US v. Rontae Haye


UNPUBLISHED PER CURIAM OPINION filed. Originating case number: 1:16-cr-00199-TDS-1. Copies to all parties and the district court. [1000165394]. [17-4182]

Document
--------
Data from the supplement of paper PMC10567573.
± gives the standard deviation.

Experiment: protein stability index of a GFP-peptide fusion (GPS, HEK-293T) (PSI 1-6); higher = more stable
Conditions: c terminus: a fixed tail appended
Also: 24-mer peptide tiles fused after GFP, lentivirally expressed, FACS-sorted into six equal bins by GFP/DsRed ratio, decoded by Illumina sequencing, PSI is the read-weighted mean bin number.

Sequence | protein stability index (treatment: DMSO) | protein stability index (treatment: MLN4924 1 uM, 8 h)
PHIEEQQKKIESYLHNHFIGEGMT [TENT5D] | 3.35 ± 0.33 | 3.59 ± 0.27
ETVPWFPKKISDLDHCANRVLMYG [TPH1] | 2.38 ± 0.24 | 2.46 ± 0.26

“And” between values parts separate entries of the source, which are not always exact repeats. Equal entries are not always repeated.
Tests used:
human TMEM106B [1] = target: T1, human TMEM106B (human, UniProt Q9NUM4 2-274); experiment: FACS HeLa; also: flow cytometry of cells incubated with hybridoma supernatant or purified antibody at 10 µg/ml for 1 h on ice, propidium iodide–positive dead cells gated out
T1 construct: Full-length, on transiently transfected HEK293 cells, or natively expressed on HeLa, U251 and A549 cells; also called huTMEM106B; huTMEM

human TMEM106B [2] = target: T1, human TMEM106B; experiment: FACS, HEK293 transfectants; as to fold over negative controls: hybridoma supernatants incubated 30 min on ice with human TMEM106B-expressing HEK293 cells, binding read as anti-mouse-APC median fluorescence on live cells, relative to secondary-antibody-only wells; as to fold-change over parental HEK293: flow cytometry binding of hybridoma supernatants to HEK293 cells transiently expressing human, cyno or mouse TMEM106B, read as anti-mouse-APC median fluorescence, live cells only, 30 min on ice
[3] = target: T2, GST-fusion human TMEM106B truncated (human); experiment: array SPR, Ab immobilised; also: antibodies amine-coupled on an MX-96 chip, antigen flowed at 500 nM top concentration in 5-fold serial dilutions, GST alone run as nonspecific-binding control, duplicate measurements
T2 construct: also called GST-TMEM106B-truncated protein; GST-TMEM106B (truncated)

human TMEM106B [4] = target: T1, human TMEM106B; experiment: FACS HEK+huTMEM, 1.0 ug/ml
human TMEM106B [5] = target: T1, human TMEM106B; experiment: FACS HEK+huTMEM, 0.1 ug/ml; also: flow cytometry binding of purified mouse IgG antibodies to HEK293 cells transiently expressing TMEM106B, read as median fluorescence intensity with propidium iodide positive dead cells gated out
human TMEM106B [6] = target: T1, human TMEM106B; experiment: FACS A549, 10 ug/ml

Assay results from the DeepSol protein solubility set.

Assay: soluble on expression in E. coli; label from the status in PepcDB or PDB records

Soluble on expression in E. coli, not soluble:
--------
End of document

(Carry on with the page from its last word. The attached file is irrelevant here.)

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Appeal: 17-4182 Doc: 20 Filed: 10/02/2017 Pg: 1 of 3 UNPUBLISHED UNITED STATES COURT OF APPEALS FOR THE FOURTH CIRCUIT No. 17-4182 UNITED STATES OF AMERICA, Plaintiff - Appellee, v. RONTAE DEVORE HAYES, Defendant - Appellant. Appeal from the United States District Court for the Middle District of North Carolina, at Greensboro. Thomas D. Schroeder, District Judge. (1:16-cr-00199-TDS-1) Submitted: September 28, 2017 Decided: October 2, 2017 Before WILKINSON, MOTZ, and KING, Circuit Judges. Affirmed by unpublished per curiam opinion. Michael E. Archenbronn, Winston-Salem, North Carolina, for Appellant. Stephen Thomas Inman, OFFICE OF THE UNITED STATES ATTORNEY, Greensboro, North Carolina, for Appellee. Unpublished opinions are not binding precedent in this circuit. Appeal: 17-4182 Doc: 20 Filed: 10/02/2017 Pg: 2 of 3 PER CURIAM: Rontae Devore Hayes pled guilty, pursuant to an amended plea agreement, to possession of a firearm by a convicted felon, in violation of 18 U.S.C. § 922(g)(1) (2012). The district court imposed an upward variant sentence of 96 months’ imprisonment. Counsel has filed a brief pursuant to Anders v. California, 386 U.S. 738 (1967), stating that there are no meritorious grounds for appeal but questioning whether the court provided a sufficiently individualized assessment of the 18 U.S.C. § 3553(a) (2012) factors and whether Hayes’ sentence is substantively reasonable. Hayes was advised of his right to file a supplemental brief, but he has not done so. We affirm. We review a sentence for procedural and substantive reasonableness under a deferential abuse of discretion standard. Gall v. United States, 552 U.S. 38, 51 (2007); United States v. Berry, 814 F.3d 192, 194-95 (4th Cir. 2016). In determining whether a sentence is procedurally reasonable, we consider, among other factors, whether the district court considered the § 3553(a) factors and sufficiently explained the selected sentence. Gall, 552 U.S. at 49-51. Only after determining that the sentence is procedurally reasonable do we consider whether the sentence is substantively reasonable, “tak[ing] into account the totality of the circumstances.” Id. at 51. When considering a sentence above the Sentencing Guidelines range, we “may consider the extent of the deviation, but must give due deference to the district court’s decision that the § 3553(a) factors, on a whole, justify the extent of the variance.” United States v. Howard, 773 F.3d 519, 528 (4th Cir. 2014) (internal quotation marks omitted). 2 Appeal: 17-4182 Doc: 20 Filed: 10/02/2017 Pg: 3 of 3 We conclude that the court’s lengthy sentencing explanation was sufficient, as the court explicitly considered several of the § 3553(a) factors and did not ignore the mitigating factors identified by Hayes’ counsel. We further conclude that, when deciding to impose an upward variant sentence, the court reasonably considered that Hayes was selling a stolen firearm, that he admitted supplying firearms to gang members, and that he has an extremely violent criminal history. Accordingly, Hayes’ sentence is procedurally and substantively reasonable. In accordance with Anders, we have reviewed the entire record in this case and have found no meritorious grounds for appeal. We therefore affirm the district court’s judgment. This court requires that counsel inform Hayes, in writing, of his right to petition the Supreme Court of the United States for further review. If Hayes requests that a petition be filed, but counsel believes that such a petition would be frivolous, then counsel may move in this court for leave to withdraw from representation. Counsel’s motion must state that a copy thereof was served on Hayes. We dispense with oral argument because the facts and legal contentions are adequately presented in the materials before this court and argument would not aid the decisional process. AFFIRMED 3

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